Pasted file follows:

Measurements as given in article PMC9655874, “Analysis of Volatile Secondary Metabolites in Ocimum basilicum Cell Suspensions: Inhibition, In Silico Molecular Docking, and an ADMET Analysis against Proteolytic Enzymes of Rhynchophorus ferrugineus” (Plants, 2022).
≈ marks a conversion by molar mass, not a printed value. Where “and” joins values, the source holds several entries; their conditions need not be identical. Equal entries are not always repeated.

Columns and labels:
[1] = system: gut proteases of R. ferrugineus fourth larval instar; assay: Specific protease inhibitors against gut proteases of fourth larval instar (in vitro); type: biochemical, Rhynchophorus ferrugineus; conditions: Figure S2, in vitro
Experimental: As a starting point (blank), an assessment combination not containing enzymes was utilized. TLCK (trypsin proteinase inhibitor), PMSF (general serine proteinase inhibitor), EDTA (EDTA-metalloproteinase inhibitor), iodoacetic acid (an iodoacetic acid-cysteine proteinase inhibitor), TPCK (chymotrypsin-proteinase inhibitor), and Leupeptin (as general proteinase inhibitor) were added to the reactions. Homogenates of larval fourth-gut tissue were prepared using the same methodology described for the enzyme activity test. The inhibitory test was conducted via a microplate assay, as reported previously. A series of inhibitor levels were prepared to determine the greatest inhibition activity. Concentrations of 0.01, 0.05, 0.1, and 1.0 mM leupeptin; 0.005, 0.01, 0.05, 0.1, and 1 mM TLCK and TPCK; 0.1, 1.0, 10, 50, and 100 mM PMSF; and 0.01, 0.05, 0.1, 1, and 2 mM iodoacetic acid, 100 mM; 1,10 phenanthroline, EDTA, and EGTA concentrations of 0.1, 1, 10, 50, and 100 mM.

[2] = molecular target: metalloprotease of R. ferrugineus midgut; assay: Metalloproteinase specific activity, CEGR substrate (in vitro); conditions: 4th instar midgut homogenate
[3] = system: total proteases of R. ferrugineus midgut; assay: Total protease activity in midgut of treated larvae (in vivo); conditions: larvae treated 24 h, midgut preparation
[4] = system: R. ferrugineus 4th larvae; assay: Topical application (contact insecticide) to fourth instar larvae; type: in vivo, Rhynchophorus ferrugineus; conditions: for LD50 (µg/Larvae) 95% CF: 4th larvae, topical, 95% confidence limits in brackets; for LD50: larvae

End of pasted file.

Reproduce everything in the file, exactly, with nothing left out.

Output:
Measurements as given in article PMC9655874, “Analysis of Volatile Secondary Metabolites in Ocimum basilicum Cell Suspensions: Inhibition, In Silico Molecular Docking, and an ADMET Analysis against Proteolytic Enzymes of Rhynchophorus ferrugineus” (Plants, 2022).
≈ marks a conversion by molar mass, not a printed value. Where “and” joins values, the source holds several entries; their conditions need not be identical. Equal entries are not always repeated.

Columns and labels:
[1] = system: gut proteases of R. ferrugineus fourth larval instar; assay: Specific protease inhibitors against gut proteases of fourth larval instar (in vitro); type: biochemical, Rhynchophorus ferrugineus; conditions: Figure S2, in vitro
Experimental: As a starting point (blank), an assessment combination not containing enzymes was utilized. TLCK (trypsin proteinase inhibitor), PMSF (general serine proteinase inhibitor), EDTA (EDTA-metalloproteinase inhibitor), iodoacetic acid (an iodoacetic acid-cysteine proteinase inhibitor), TPCK (chymotrypsin-proteinase inhibitor), and Leupeptin (as general proteinase inhibitor) were added to the reactions. Homogenates of larval fourth-gut tissue were prepared using the same methodology described for the enzyme activity test. The inhibitory test was conducted via a microplate assay, as reported previously. A series of inhibitor levels were prepared to determine the greatest inhibition activity. Concentrations of 0.01, 0.05, 0.1, and 1.0 mM leupeptin; 0.005, 0.01, 0.05, 0.1, and 1 mM TLCK and TPCK; 0.1, 1.0, 10, 50, and 100 mM PMSF; and 0.01, 0.05, 0.1, 1, and 2 mM iodoacetic acid, 100 mM; 1,10 phenanthroline, EDTA, and EGTA concentrations of 0.1, 1, 10, 50, and 100 mM.

[2] = molecular target: metalloprotease of R. ferrugineus midgut; assay: Metalloproteinase specific activity, CEGR substrate (in vitro); conditions: 4th instar midgut homogenate
[3] = system: total proteases of R. ferrugineus midgut; assay: Total protease activity in midgut of treated larvae (in vivo); conditions: larvae treated 24 h, midgut preparation
[4] = system: R. ferrugineus 4th larvae; assay: Topical application (contact insecticide) to fourth instar larvae; type: in vivo, Rhynchophorus ferrugineus; conditions: for LD50 (µg/Larvae) 95% CF: 4th larvae, topical, 95% confidence limits in brackets; for LD50: larvae